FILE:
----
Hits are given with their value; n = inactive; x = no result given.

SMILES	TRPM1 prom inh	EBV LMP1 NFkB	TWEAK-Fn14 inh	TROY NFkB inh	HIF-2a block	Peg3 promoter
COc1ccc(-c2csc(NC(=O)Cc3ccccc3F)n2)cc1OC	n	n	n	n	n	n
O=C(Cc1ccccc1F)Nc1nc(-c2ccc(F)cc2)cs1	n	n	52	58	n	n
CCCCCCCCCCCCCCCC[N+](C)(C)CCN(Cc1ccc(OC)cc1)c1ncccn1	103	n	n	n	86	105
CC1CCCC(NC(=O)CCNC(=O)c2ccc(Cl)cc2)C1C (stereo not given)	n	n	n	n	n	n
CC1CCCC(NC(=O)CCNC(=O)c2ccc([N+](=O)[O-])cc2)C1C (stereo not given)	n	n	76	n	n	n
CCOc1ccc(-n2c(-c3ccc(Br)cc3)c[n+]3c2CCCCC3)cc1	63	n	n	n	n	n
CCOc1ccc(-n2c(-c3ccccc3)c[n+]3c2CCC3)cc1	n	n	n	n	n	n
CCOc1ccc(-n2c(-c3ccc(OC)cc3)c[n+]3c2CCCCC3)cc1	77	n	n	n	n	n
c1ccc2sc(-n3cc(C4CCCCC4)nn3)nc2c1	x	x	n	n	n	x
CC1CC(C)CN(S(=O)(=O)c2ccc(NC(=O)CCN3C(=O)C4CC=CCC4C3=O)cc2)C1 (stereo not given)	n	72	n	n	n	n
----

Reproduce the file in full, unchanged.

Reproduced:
Hits are given with their value; n = inactive; x = no result given.

SMILES	TRPM1 prom inh	EBV LMP1 NFkB	TWEAK-Fn14 inh	TROY NFkB inh	HIF-2a block	Peg3 promoter
COc1ccc(-c2csc(NC(=O)Cc3ccccc3F)n2)cc1OC	n	n	n	n	n	n
O=C(Cc1ccccc1F)Nc1nc(-c2ccc(F)cc2)cs1	n	n	52	58	n	n
CCCCCCCCCCCCCCCC[N+](C)(C)CCN(Cc1ccc(OC)cc1)c1ncccn1	103	n	n	n	86	105
CC1CCCC(NC(=O)CCNC(=O)c2ccc(Cl)cc2)C1C (stereo not given)	n	n	n	n	n	n
CC1CCCC(NC(=O)CCNC(=O)c2ccc([N+](=O)[O-])cc2)C1C (stereo not given)	n	n	76	n	n	n
CCOc1ccc(-n2c(-c3ccc(Br)cc3)c[n+]3c2CCCCC3)cc1	63	n	n	n	n	n
CCOc1ccc(-n2c(-c3ccccc3)c[n+]3c2CCC3)cc1	n	n	n	n	n	n
CCOc1ccc(-n2c(-c3ccc(OC)cc3)c[n+]3c2CCCCC3)cc1	77	n	n	n	n	n
c1ccc2sc(-n3cc(C4CCCCC4)nn3)nc2c1	x	x	n	n	n	x
CC1CC(C)CN(S(=O)(=O)c2ccc(NC(=O)CCN3C(=O)C4CC=CCC4C3=O)cc2)C1 (stereo not given)	n	72	n	n	n	n